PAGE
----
Luis Mieses, OF, Dominican Republic
Luis Mieses is a 16 year-old outfielder who also hails from the Dominican Republic. His calling card is power, and FanGraph’s Eric Longenhagen sees a future 55-60 grade in that department. Mieses hits from the left side, but will never be anything to write home about defensively. He has an arm to play in right field, but he’ll need to hit to truly squeeze value out of his profile. That shouldn’t be too tall a task as he has a lot of projection left in 6’4″ frame, enough where his power may carry him. Longenhagen pegs him as “a useful big leaguer” if his contact skills become passable enough for him to tap into his pop. It’s not a bad signing in that Mieses already has a decent tool with a lot of remaining projection, and he’s young enough where he’ll have plenty of time to learn how to effectively use it.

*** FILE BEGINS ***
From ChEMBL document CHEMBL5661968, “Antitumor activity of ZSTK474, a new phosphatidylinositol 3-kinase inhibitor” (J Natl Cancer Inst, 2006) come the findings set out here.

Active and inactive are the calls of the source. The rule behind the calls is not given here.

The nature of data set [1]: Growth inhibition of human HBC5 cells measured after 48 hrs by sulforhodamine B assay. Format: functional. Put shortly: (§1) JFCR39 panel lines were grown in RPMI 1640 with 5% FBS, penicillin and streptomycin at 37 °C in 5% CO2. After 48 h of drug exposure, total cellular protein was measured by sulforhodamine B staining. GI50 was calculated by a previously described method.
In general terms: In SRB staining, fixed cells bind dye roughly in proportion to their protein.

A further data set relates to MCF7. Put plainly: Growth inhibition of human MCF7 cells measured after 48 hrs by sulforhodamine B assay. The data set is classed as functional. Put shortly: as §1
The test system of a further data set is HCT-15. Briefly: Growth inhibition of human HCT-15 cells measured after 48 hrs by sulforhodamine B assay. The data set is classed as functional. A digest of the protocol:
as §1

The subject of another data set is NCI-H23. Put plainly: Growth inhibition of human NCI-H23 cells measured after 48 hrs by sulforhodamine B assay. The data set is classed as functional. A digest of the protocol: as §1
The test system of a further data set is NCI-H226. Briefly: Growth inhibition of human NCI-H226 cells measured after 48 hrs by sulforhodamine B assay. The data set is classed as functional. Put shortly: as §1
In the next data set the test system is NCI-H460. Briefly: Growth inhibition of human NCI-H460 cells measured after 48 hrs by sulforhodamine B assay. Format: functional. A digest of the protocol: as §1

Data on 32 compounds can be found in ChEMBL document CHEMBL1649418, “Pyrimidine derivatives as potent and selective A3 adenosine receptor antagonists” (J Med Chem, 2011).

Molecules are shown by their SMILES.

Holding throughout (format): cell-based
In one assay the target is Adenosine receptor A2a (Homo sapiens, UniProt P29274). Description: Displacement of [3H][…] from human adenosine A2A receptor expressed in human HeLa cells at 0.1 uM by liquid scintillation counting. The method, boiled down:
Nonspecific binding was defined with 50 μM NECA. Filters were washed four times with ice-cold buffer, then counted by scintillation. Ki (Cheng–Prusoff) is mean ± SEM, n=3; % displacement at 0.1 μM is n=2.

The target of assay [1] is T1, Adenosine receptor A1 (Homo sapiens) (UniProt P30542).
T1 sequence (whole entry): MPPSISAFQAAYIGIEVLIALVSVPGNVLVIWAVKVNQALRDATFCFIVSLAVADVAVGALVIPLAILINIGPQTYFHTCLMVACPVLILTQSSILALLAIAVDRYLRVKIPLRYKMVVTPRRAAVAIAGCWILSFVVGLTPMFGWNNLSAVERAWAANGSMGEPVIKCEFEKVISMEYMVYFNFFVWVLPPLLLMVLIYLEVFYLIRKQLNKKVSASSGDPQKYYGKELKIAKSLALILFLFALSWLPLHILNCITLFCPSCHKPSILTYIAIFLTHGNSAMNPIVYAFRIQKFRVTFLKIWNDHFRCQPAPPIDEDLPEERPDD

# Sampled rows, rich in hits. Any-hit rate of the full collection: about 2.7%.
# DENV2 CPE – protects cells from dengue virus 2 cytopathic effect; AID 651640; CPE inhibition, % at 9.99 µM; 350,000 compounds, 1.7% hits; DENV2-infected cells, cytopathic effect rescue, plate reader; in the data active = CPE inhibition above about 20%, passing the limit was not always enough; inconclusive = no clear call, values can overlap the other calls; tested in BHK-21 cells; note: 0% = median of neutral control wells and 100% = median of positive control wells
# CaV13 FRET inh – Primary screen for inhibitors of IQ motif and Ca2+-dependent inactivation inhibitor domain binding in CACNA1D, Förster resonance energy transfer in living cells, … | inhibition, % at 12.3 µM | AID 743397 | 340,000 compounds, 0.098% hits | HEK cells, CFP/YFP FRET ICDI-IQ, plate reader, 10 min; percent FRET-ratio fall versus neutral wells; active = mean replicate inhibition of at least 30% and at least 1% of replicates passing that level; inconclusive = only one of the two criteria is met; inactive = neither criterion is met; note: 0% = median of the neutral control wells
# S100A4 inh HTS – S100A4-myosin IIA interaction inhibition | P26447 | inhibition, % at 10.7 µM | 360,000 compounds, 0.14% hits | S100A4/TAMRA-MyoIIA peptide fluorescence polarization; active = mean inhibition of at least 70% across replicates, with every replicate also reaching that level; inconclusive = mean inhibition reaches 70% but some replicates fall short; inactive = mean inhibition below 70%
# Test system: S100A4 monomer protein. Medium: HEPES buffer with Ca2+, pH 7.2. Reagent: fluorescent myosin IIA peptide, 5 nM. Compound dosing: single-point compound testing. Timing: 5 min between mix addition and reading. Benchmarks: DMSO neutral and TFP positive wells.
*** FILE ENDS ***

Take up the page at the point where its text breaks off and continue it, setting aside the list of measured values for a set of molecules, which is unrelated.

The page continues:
Anderson Comas, OF, Dominican Republic
Anderson Comas is 6’4″ and comes in at 170 pounds. That leaves a lot of projection for the lanky outfielder who would also benefit from filling out his frame. The idea of Comas putting some more power into his smooth stroke is intriguing. Baseball America’s Ben Badler says he’s a “calm hitter with a short, clean swing that has minimal effort, consistently barreling the ball with good bat control.” What I like about Comas is that he has good control of the zone and can hit to all fields, with Badler saying he makes regular line drive contact.
Comas is a nice way to hedge picks like Guerrero and Mieses, who may offer more power, but have less of a feel for hitting. One very loose comp thrown out on Comas is Gregory Polanco, but this is mostly because he shares the same trainer. He’s not quite the athlete Polanco is, but Badler says his run game stands to improve along with his throwing strength. These skills could develop as he fills out and gets more power in his legs. Essentially, Comas is a nice bat with enough projection to have a chance to be a special player if he fills out.